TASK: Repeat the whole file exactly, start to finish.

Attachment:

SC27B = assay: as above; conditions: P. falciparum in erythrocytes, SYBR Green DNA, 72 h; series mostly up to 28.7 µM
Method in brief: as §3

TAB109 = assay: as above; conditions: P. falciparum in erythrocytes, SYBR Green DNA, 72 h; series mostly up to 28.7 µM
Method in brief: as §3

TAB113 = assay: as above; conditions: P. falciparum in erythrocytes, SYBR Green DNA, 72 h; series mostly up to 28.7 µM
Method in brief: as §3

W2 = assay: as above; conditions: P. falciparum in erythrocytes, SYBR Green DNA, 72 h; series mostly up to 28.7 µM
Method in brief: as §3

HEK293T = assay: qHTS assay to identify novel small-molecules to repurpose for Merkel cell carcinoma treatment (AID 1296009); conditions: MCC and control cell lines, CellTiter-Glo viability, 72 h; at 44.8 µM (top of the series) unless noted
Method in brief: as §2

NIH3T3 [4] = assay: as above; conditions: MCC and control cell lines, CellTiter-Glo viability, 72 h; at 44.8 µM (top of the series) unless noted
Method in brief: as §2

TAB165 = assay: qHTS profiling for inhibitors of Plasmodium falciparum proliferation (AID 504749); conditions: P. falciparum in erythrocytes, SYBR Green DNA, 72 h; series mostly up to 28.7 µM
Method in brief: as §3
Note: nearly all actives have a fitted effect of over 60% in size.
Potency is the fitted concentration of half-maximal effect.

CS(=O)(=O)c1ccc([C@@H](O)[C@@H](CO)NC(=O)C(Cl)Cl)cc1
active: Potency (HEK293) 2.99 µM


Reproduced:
SC27B = assay: as above; conditions: P. falciparum in erythrocytes, SYBR Green DNA, 72 h; series mostly up to 28.7 µM
Method in brief: as §3

TAB109 = assay: as above; conditions: P. falciparum in erythrocytes, SYBR Green DNA, 72 h; series mostly up to 28.7 µM
Method in brief: as §3

TAB113 = assay: as above; conditions: P. falciparum in erythrocytes, SYBR Green DNA, 72 h; series mostly up to 28.7 µM
Method in brief: as §3

W2 = assay: as above; conditions: P. falciparum in erythrocytes, SYBR Green DNA, 72 h; series mostly up to 28.7 µM
Method in brief: as §3

HEK293T = assay: qHTS assay to identify novel small-molecules to repurpose for Merkel cell carcinoma treatment (AID 1296009); conditions: MCC and control cell lines, CellTiter-Glo viability, 72 h; at 44.8 µM (top of the series) unless noted
Method in brief: as §2

NIH3T3 [4] = assay: as above; conditions: MCC and control cell lines, CellTiter-Glo viability, 72 h; at 44.8 µM (top of the series) unless noted
Method in brief: as §2

TAB165 = assay: qHTS profiling for inhibitors of Plasmodium falciparum proliferation (AID 504749); conditions: P. falciparum in erythrocytes, SYBR Green DNA, 72 h; series mostly up to 28.7 µM
Method in brief: as §3
Note: nearly all actives have a fitted effect of over 60% in size.
Potency is the fitted concentration of half-maximal effect.

CS(=O)(=O)c1ccc([C@@H](O)[C@@H](CO)NC(=O)C(Cl)Cl)cc1
active: Potency (HEK293) 2.99 µM